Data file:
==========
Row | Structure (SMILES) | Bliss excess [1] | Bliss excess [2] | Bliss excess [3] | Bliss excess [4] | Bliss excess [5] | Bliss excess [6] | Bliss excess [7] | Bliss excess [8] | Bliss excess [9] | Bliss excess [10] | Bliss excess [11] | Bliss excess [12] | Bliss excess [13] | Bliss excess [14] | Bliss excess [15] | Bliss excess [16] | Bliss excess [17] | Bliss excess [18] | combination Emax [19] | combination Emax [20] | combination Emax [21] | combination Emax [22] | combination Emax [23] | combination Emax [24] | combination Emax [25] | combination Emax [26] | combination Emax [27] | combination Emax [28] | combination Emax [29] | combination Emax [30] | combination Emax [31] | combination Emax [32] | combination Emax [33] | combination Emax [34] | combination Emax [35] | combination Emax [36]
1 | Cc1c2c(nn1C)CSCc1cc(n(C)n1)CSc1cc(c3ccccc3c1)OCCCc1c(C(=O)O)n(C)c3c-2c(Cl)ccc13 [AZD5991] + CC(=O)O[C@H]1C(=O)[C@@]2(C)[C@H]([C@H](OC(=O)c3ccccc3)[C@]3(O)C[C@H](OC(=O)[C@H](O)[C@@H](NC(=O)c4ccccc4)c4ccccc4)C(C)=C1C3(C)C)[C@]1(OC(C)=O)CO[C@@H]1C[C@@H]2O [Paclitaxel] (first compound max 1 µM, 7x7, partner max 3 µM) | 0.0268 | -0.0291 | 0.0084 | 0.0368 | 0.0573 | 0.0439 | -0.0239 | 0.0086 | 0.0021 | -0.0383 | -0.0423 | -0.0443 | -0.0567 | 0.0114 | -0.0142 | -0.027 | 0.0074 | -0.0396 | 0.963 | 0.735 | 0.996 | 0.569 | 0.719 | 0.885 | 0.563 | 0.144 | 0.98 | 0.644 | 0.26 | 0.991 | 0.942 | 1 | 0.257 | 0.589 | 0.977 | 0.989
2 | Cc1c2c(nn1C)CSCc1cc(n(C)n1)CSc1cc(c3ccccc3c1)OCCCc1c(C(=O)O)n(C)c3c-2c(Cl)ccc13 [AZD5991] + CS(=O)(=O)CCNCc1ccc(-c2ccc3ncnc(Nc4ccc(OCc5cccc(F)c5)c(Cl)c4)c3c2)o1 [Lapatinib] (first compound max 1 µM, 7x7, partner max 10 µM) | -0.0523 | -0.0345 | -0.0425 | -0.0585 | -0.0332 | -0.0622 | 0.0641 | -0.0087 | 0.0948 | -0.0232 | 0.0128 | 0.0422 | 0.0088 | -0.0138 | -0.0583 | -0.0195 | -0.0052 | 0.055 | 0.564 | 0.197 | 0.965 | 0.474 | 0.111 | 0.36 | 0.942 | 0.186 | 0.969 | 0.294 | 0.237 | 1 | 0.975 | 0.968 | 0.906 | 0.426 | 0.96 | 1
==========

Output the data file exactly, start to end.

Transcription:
Row | Structure (SMILES) | Bliss excess [1] | Bliss excess [2] | Bliss excess [3] | Bliss excess [4] | Bliss excess [5] | Bliss excess [6] | Bliss excess [7] | Bliss excess [8] | Bliss excess [9] | Bliss excess [10] | Bliss excess [11] | Bliss excess [12] | Bliss excess [13] | Bliss excess [14] | Bliss excess [15] | Bliss excess [16] | Bliss excess [17] | Bliss excess [18] | combination Emax [19] | combination Emax [20] | combination Emax [21] | combination Emax [22] | combination Emax [23] | combination Emax [24] | combination Emax [25] | combination Emax [26] | combination Emax [27] | combination Emax [28] | combination Emax [29] | combination Emax [30] | combination Emax [31] | combination Emax [32] | combination Emax [33] | combination Emax [34] | combination Emax [35] | combination Emax [36]
1 | Cc1c2c(nn1C)CSCc1cc(n(C)n1)CSc1cc(c3ccccc3c1)OCCCc1c(C(=O)O)n(C)c3c-2c(Cl)ccc13 [AZD5991] + CC(=O)O[C@H]1C(=O)[C@@]2(C)[C@H]([C@H](OC(=O)c3ccccc3)[C@]3(O)C[C@H](OC(=O)[C@H](O)[C@@H](NC(=O)c4ccccc4)c4ccccc4)C(C)=C1C3(C)C)[C@]1(OC(C)=O)CO[C@@H]1C[C@@H]2O [Paclitaxel] (first compound max 1 µM, 7x7, partner max 3 µM) | 0.0268 | -0.0291 | 0.0084 | 0.0368 | 0.0573 | 0.0439 | -0.0239 | 0.0086 | 0.0021 | -0.0383 | -0.0423 | -0.0443 | -0.0567 | 0.0114 | -0.0142 | -0.027 | 0.0074 | -0.0396 | 0.963 | 0.735 | 0.996 | 0.569 | 0.719 | 0.885 | 0.563 | 0.144 | 0.98 | 0.644 | 0.26 | 0.991 | 0.942 | 1 | 0.257 | 0.589 | 0.977 | 0.989
2 | Cc1c2c(nn1C)CSCc1cc(n(C)n1)CSc1cc(c3ccccc3c1)OCCCc1c(C(=O)O)n(C)c3c-2c(Cl)ccc13 [AZD5991] + CS(=O)(=O)CCNCc1ccc(-c2ccc3ncnc(Nc4ccc(OCc5cccc(F)c5)c(Cl)c4)c3c2)o1 [Lapatinib] (first compound max 1 µM, 7x7, partner max 10 µM) | -0.0523 | -0.0345 | -0.0425 | -0.0585 | -0.0332 | -0.0622 | 0.0641 | -0.0087 | 0.0948 | -0.0232 | 0.0128 | 0.0422 | 0.0088 | -0.0138 | -0.0583 | -0.0195 | -0.0052 | 0.055 | 0.564 | 0.197 | 0.965 | 0.474 | 0.111 | 0.36 | 0.942 | 0.186 | 0.969 | 0.294 | 0.237 | 1 | 0.975 | 0.968 | 0.906 | 0.426 | 0.96 | 1